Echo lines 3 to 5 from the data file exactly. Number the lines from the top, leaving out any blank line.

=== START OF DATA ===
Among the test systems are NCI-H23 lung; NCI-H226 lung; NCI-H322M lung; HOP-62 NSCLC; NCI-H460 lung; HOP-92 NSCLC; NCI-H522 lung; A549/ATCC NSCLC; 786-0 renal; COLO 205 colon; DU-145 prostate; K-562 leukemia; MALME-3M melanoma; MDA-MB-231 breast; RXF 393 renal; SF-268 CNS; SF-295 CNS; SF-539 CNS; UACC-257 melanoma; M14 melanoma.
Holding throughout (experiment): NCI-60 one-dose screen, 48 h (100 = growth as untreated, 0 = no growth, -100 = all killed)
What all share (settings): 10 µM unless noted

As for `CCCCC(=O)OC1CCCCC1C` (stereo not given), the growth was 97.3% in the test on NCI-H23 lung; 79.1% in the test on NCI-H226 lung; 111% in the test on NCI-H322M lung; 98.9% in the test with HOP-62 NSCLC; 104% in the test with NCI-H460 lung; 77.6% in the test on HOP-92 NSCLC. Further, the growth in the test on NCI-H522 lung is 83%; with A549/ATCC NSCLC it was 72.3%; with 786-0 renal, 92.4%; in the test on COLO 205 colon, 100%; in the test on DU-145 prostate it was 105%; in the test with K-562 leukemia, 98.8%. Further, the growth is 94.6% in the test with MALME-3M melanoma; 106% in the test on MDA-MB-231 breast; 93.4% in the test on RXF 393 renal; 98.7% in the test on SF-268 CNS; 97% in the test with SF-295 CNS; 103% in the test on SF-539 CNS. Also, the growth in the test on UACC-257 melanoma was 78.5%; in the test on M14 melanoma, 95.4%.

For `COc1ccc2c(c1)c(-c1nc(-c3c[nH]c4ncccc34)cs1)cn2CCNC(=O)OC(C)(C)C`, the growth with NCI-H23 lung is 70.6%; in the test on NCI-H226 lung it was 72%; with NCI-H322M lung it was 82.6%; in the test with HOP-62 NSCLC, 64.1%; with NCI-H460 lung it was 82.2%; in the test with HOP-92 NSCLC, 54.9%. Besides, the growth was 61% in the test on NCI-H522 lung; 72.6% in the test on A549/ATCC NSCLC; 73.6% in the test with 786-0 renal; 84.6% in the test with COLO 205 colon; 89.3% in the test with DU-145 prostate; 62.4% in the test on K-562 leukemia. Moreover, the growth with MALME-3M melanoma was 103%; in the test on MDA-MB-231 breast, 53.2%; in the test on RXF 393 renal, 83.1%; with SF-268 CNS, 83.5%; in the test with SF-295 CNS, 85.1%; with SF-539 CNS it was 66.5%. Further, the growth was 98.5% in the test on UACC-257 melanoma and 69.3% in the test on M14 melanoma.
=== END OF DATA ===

What all share (settings): 10 µM unless noted

As for `CCCCC(=O)OC1CCCCC1C` (stereo not given), the growth was 97.3% in the test on NCI-H23 lung; 79.1% in the test on NCI-H226 lung; 111% in the test on NCI-H322M lung; 98.9% in the test with HOP-62 NSCLC; 104% in the test with NCI-H460 lung; 77.6% in the test on HOP-92 NSCLC. Further, the growth in the test on NCI-H522 lung is 83%; with A549/ATCC NSCLC it was 72.3%; with 786-0 renal, 92.4%; in the test on COLO 205 colon, 100%; in the test on DU-145 prostate it was 105%; in the test with K-562 leukemia, 98.8%. Further, the growth is 94.6% in the test with MALME-3M melanoma; 106% in the test on MDA-MB-231 breast; 93.4% in the test on RXF 393 renal; 98.7% in the test on SF-268 CNS; 97% in the test with SF-295 CNS; 103% in the test on SF-539 CNS. Also, the growth in the test on UACC-257 melanoma was 78.5%; in the test on M14 melanoma, 95.4%.

For `COc1ccc2c(c1)c(-c1nc(-c3c[nH]c4ncccc34)cs1)cn2CCNC(=O)OC(C)(C)C`, the growth with NCI-H23 lung is 70.6%; in the test on NCI-H226 lung it was 72%; with NCI-H322M lung it was 82.6%; in the test with HOP-62 NSCLC, 64.1%; with NCI-H460 lung it was 82.2%; in the test with HOP-92 NSCLC, 54.9%. Besides, the growth was 61% in the test on NCI-H522 lung; 72.6% in the test on A549/ATCC NSCLC; 73.6% in the test with 786-0 renal; 84.6% in the test with COLO 205 colon; 89.3% in the test with DU-145 prostate; 62.4% in the test on K-562 leukemia. Moreover, the growth with MALME-3M melanoma was 103%; in the test on MDA-MB-231 breast, 53.2%; in the test on RXF 393 renal, 83.1%; with SF-268 CNS, 83.5%; in the test with SF-295 CNS, 85.1%; with SF-539 CNS it was 66.5%. Further, the growth was 98.5% in the test on UACC-257 melanoma and 69.3% in the test on M14 melanoma.